Thursday, August 2, 2007

About This Blog

This blog was created as part of an assignment in my first class: The Global Impact of New Communication Technologies. Below is my preamble, which in part explains my motivation for creating this blog (at the bottom in bold):

When asked to explain how weblogs and personal publishing are transforming global communication I am reminded of a time in my childhood when personal computers were first introduced in the 80s. My mother was a professional typesetter with her own business, working on very expensive equipment she had to finance (or more appropriately, mortgage) through the local bank. She recognized the personal computer was about to transform the state of publishing and was smart enough to sell her business, equipment and debt included, before the equipment (and she) became obsolete.

This experience is not lost on me as an analogy for the impact of weblogs and personal publishing is having on our lives today. Now, anyone with internet access can easily (and at no cost) set up a blog and publish their ideas, thoughts, or dreams. I personally don’t want to see publishing go entirely electronic, and I don’t think it will, since there are still valid uses for print (Barnes and Noble is doing quite well, just for one example.) However, I feel the traditional print industry, if it is unwilling to embrace this dramatic change in how people communicate, can only make itself obsolete by ignoring this revolution in communication.

The possible socio-economic implication of blogs and bloggers is what I believe will impact the way society communicates and publishes. It is the ‘viral’ effects in the structure of blogs that give them the power to transform global communication. The most popular posts (and blogs) float to the top of searches, are passed amongst friends and co-workers, and become the most visible, most read, and possibly most trusted. In the past, people turned to television or newspapers for their primary source of the news. These advertisers powered the media content because their money (especially when talking about network TV) made available the program itself. This traditional communication structure easily allows an advertiser or sponsor to influence what kind of news is broadcast/published. Personal blogs are not yet beholden to any advertiser or sponsor who could affect their content. Also, video outlets such as youtube enable the ‘reader’ to have the television experience without the television, and contribute to the viral quality of the new media.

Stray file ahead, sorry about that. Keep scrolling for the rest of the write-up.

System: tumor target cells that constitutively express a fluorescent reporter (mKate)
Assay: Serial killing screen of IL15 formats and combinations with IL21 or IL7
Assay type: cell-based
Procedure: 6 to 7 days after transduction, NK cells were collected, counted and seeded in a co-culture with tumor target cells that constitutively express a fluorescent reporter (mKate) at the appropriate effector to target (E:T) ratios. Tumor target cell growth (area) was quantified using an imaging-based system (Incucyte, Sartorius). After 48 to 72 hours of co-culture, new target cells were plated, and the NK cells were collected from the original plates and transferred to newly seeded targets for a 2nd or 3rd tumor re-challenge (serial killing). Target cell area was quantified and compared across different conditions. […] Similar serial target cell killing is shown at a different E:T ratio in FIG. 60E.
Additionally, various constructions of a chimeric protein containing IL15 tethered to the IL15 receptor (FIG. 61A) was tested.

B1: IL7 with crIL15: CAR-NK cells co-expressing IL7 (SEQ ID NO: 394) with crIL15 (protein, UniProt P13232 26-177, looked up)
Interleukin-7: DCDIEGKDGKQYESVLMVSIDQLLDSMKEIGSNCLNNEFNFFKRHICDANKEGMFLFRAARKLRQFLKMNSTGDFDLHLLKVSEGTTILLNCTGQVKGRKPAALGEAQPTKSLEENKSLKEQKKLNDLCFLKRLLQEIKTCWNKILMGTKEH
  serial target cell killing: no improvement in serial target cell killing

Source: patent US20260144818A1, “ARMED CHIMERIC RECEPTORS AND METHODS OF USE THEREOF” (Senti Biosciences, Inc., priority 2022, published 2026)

The ‘viral’ effect of blogs could also be seen in an organized movement by bloggers. This will be seen for the first time on a large scale on October 15 when Blog Action Day ( arrives. On this day, many of the major blogs alongside hundreds (if not thousands) of small ones will commit to posting about environmental issues, and are urged to donate the day’s proceeds to an environmental cause. I think this will be huge. It takes a bunch of small (and large) ripples in a pond to create a tidal wave, and our environment sure needs it. Perhaps more compelling, though, will be the measurement of the effort, and where it could be applied elsewhere to aid in charitable efforts.

My blog is somewhat of a soapbox approach. After 10+ years in working in some sort of marketing role for several companies it has become abundantly clear to me how many people “believe what they see on TV”. My blog will be used to create posts that are informative, backed up by links to credible pages to bolster my opinions. I hope to help people make informative choices on everyday issues (mostly what they put in/on their body). I want to part of affecting change. And I now have the perfect platform and resources to do so.

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